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07.01.2005 23:06

Speedstepping Patch for Pentium M 715 (Dothan)

Today I found out, that my newest toy@work (an Acer Travelmate 4001LCi) is the biggest pile of crap I ever had to work with. But at the end I'll be the winner, I promise. Like all notebooks from Acer, they don't adhere to standards. That starts with their software radio kill switches and ends up in crippled BIOS implementations. Getting Linux to work on such a notebook - even as thinclient, as I have to - is bugging me...

Never think of buying this model if you want to setup Linux on it.
  • The ACPI implementation is broken - ac_adapter and battery directories in /proc are empty
  • You _HAVE TO_ make the first boot partition active otherwise you can't boot from it
  • You are only allowed to boot from hda1
  • and many other things...

Never think of buying this model if you use 10 fingers while typing.
  • The keyboard is curved which drives me crazy everytime anew
  • There are seperate keys for the dollar and euro currencies that are - you guessed it, did you? - located exactly next to the ctrl-key and because of its groovy curvy shape you hit this useless key more often than anything else
  • Did I mention the curvy shape?

Of course, one can get used to that but do _I_ have to? No, I don't. Fortunately this notebooks are for my users out there, not for me...

I want to post one link here, because I did google for it quite a while: The patch for getting speedstep functionality on the Dothan CPU of this notebook. Here it is. Now it's 23:04 and I'm still at work struggling with this notebook... And with ZenWorks Imaging too, but that's another story.

06.01.2005 00:26

Woozy Numbat on my notebook, part 1

I ran into a problem while trying to upgrade to Linux 2.6.10 on my notebook (ASUS M2400N). ALSA didn't find any soundcards during boot, although it should (2.6.9 did).

0000:00:1f.5 Multimedia audio controller: Intel Corp. 82801DB/DBL/DBM (ICH4/ICH4-L/ICH4-M) AC'97 Audio Controller (rev 03)

After searching through the kernel source and trying various other things, including building the driver as module, loading with special parameters, forced loading, many ugly hacks...
Needless to say, none of my approaches lead to a working soundcard. After a while I recognized that with 2.6.10, my parport device got an IRQ assigned to it, IRQ 7. My soundcard also wants to occupy this IRQ but that shouldn't be the problem, I thought, because in times, where we have IRQ sharing and request_irq's SA_SHIRQ parameter, two devices per IRQ could easily be done.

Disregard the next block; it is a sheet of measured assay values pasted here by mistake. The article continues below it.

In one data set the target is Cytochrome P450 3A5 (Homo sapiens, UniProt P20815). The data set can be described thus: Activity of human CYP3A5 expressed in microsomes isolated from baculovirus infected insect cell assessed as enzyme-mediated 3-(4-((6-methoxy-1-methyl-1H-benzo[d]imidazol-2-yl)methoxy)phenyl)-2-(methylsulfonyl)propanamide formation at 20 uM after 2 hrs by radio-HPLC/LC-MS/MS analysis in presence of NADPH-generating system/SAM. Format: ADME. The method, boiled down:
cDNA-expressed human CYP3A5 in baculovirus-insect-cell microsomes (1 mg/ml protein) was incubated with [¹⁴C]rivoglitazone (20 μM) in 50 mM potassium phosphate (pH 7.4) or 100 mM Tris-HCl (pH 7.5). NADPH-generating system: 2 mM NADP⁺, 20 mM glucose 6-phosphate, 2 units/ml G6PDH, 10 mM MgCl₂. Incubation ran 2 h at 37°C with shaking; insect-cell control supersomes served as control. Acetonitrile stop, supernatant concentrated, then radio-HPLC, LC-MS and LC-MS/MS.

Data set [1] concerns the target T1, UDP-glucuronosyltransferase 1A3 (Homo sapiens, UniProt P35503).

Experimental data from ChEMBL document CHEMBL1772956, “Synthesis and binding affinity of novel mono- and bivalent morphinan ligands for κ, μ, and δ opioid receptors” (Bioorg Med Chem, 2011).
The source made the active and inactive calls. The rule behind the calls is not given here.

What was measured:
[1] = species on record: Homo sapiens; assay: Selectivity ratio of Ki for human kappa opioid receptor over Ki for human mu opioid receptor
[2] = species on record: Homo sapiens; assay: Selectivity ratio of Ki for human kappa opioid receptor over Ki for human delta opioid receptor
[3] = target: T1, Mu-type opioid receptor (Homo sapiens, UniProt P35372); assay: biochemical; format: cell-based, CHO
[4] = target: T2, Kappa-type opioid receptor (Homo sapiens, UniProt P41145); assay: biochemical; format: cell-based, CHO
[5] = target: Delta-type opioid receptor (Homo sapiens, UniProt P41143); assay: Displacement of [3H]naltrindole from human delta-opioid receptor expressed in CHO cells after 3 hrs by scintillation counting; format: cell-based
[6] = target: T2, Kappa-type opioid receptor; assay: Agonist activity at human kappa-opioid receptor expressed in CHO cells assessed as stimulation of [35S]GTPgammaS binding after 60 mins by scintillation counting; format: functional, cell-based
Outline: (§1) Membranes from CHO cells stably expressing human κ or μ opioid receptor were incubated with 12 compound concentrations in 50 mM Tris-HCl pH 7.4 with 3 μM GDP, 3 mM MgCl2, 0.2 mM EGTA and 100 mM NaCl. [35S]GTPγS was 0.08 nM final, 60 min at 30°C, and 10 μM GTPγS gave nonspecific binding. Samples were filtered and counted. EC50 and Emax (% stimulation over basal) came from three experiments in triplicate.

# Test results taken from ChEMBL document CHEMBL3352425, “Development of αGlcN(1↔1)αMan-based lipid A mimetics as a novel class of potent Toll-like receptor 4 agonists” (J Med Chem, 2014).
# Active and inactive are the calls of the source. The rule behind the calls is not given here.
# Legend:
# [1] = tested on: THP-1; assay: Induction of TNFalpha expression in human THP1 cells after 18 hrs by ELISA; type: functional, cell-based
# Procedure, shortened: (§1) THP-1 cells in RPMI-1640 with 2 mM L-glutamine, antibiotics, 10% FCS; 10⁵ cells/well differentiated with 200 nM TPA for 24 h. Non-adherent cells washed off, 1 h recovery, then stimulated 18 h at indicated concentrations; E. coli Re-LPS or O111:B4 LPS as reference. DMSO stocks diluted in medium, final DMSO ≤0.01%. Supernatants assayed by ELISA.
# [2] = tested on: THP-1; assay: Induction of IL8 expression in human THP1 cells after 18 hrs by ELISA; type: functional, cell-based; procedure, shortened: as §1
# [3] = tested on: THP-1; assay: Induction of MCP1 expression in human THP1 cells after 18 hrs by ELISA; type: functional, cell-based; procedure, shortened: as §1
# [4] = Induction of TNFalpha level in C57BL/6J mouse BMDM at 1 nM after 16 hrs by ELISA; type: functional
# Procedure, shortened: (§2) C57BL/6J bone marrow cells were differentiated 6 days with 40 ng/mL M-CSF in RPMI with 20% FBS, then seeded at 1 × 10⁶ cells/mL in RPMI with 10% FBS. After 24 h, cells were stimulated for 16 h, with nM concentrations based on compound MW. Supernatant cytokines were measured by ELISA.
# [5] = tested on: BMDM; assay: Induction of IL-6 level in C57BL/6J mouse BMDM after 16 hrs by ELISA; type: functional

Anyhow, I rebooted to view the IRQ-table in 2.6.9 but I didn't see the parport device listed there. This was the time, when I knew, that I know absolutely not enough about the parport implementation in the linux kernel. After reading the parport documentation, everything was much clearer to me.
parport doesn't need an interrupt, to work properly. 2.6.10 was the first kernel, that assigned one to it - maybe because of the new PNP ACPI feature?
Appending one additional parameter to the kernel's cmdline solved the problem by restoring the old behaviour: not assigning an interrupt to the parport driver.
LILO: 2.6.10 parport=0x378,-1

The -1 means, that no IRQ should be assigned to the parport driver. Now everything is fine:
  0:    3864839          XT-PIC  timer
  1:      11674          XT-PIC  i8042
  2:          0          XT-PIC  cascade
  4:          1          XT-PIC  ehci_hcd
  5:     120838          XT-PIC  yenta, uhci_hcd, uhci_hcd, uhci_hcd, eth0, eth1
  7:          0          XT-PIC  snd-intel8x0
  9:       7641          XT-PIC  acpi
 12:      95168          XT-PIC  i8042
 14:      24773          XT-PIC  ide0
 15:         13          XT-PIC  ide1
NMI:          0
ERR:          0

There are also other issues with 2.6.10 on my system, but that's another story, maybe in another entry...